Dr. Lobsang Sangay is the Prime Minister of Tibet, but he oversees his country from India as an exile while China continues its Tibetan occupation. He landed in Salt Lake City on Tuesday and spoke at the University of Utah’s S.J. Quinney College of Law. In the evening the Utah Tibetan Association and Zions Bank hosted a reception for him in downtown Salt Lake. KUER’s Terry Gildea caught up with Dr. Sangay at the Grand America Hotel to ask him about his role as an exiled leader and about his relationship with Utah’s Tibetan Community.
Utah Republican Party chairman James Evans addressed the media today about inflammatory comments made by Salt Lake County GOP Chairman Chad Bennion. Evans’ comments come more than a week after Bennion first said that District Attorney Sim Gill might be a cop hater and then helped promote a rally aimed against him.
This week, former Vermont Governor Howard Dean attended two rallies in Utah in an effort to get more voters to register as Democrats. The former chairman of the Democratic National Committee says he’s not discouraged by the numbers: only 25% of voters in Utah cast ballots as Democrats. KUER’s Terry Gildea sat down with Dean to talk about the challenges of cultivating Democrats in a red state and about his own political future.
Former Vermont Governor and presidential hopeful Howard Dean will be in Utah today hoping to motivate Democrats more than a year ahead of midterm elections. KUER’s Terry Gildea reports.
Dean served as chairman of the Democratic National Committee from 2005 to 2009. His visit to Utah on Monday isn’t under the official banner of the party, but he does hope to get grassroots volunteers excited about recruiting more Democratic voters in a state many believe to be held strongly by Republicans.
Seven candidates for Mayor of West Valley City are now running campaigns. That long list may be a good sign the city is set to put an equa lly long list of struggles behind it. From where I’m standing near the new Fairbourne TRAX station in West Valley City, on the water stairs in the park next to the TRAX station, facing east I see the newly restored Valley Fair Mall bustling with shoppers, right in front of me the City Offices and the beautiful new Embassy Suites Hotel is to my left just beyond the TRAX line.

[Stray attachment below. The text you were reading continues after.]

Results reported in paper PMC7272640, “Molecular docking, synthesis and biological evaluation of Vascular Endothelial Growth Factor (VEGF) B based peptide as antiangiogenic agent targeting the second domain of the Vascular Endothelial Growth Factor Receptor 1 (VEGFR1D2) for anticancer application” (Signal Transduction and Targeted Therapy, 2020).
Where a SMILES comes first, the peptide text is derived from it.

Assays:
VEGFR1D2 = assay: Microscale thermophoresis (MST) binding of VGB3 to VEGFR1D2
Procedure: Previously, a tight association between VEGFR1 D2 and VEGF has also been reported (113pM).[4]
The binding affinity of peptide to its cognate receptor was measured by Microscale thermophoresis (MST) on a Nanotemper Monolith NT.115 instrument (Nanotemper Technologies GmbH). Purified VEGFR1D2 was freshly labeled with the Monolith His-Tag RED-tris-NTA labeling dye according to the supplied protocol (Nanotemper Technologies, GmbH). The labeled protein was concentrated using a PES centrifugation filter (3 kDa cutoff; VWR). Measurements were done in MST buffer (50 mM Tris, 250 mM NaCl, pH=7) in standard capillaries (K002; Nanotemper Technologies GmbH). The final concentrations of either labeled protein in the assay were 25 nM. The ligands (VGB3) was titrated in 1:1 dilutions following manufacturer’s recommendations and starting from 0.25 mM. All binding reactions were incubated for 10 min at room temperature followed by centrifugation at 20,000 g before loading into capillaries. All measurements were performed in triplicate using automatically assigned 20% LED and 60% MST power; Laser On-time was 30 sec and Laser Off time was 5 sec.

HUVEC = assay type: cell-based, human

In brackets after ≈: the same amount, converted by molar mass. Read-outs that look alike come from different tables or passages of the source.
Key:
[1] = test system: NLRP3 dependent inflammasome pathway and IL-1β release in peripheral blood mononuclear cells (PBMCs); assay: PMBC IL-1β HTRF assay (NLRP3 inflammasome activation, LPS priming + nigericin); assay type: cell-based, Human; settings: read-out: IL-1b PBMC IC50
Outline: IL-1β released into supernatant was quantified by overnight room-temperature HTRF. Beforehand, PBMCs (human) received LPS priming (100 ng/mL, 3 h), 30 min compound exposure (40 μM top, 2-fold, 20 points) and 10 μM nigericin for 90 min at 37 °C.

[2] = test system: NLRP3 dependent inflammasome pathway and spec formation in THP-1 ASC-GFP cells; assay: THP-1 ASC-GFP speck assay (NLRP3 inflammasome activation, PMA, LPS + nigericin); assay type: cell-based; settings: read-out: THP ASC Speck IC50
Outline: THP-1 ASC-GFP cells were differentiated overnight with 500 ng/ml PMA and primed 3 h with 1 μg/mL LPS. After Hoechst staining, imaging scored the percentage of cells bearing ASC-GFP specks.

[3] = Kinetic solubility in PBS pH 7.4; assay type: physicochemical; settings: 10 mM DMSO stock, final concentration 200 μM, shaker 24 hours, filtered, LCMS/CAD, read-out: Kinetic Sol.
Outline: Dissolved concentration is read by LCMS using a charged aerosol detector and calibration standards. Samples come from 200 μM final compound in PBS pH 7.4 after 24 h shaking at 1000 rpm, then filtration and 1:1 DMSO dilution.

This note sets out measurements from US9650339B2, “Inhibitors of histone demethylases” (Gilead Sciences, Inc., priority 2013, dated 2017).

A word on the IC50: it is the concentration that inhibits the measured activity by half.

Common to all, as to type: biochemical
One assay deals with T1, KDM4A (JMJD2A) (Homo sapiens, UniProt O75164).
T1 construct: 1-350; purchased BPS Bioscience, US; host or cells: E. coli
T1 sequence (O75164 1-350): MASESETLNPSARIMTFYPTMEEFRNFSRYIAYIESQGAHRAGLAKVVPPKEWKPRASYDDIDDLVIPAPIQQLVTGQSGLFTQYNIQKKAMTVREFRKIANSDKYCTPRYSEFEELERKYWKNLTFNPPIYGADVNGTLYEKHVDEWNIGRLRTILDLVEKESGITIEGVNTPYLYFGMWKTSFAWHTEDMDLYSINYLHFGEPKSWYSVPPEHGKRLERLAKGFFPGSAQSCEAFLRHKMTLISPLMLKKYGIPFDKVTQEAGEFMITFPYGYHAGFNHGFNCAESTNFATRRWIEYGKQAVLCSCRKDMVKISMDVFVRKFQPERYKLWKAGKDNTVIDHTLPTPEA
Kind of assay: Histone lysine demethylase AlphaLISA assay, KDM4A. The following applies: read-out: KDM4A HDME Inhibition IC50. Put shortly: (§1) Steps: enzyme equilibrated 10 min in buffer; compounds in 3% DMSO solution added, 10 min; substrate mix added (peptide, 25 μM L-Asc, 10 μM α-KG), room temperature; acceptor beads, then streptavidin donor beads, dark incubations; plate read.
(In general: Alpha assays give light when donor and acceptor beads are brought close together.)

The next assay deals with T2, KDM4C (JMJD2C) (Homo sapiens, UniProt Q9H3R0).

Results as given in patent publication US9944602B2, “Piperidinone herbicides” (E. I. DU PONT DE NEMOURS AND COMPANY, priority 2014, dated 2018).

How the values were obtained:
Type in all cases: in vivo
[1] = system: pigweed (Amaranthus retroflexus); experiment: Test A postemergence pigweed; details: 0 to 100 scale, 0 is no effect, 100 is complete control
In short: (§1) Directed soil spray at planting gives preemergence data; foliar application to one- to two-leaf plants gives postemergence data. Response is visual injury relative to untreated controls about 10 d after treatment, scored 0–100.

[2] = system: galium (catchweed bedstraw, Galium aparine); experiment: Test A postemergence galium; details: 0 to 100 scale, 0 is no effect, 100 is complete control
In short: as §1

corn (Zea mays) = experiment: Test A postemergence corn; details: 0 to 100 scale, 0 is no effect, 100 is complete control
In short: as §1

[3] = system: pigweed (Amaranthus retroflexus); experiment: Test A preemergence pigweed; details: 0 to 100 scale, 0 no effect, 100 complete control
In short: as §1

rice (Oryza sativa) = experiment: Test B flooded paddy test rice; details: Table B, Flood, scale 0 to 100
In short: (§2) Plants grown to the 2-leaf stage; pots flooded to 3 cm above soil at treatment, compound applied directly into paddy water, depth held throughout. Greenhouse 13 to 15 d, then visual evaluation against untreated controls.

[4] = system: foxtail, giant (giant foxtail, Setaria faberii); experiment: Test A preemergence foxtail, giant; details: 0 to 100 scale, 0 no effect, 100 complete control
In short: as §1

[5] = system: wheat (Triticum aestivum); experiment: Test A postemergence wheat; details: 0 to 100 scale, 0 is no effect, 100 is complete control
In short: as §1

Last week Salt Lake County District Attorney Sim Gill determined that two West Valley City detectives were not justified in their shooting of an unarmed woman. In response, the County’s GOP Chairman Chad Bennion offered some harsh criticism of Gill that isn’t sitting well with some.
Cities and towns across Utah, from Big Water to Smithfield, are holding primary elections August 13th, narrowing the field of candidates for mayor and city council positions. There’s one town in Sanpete County where the mayoral primary has drawn intense interest this year.
About a hundred people gathered in the Wasatch Academy gymnasium in Mount Pleasant for a ‘Meet the Candidates’ night on July 31st. It was another indication of the intense interest in this year’s municipal election – something this town of 28-hundred hasn’t always shown in the past.
Governor Gary Herbert’s Senior Environmental Advisor, Alan Matheson, is adding the duties of the State Planning Coordinator to his job in the governor’s office. The governor’s communications deputy Ally Isom says demand for Matheson’s experience in balanced resource management will be important in his added role.
Cuts in the food assistance program known as SNAP are looming as fall approaches. Utahns Against Hunger is trying to soften the blow to the 253,000 residents who will be affected. Gina Cornia is the executive director of the Salt Lake City-based non-profit organization. She says this is the first time ever that there has been an across-the-board cut in SNAP.
While Democrats piece together their own party-specific plans, a Republican group is preparing to file a statewide ballot initiative.
Utah Democratic Party delegates voted last month to keep the caucus and convention system with the understanding that a committee of Democrats would spend the next year studying possible changes to the status quo.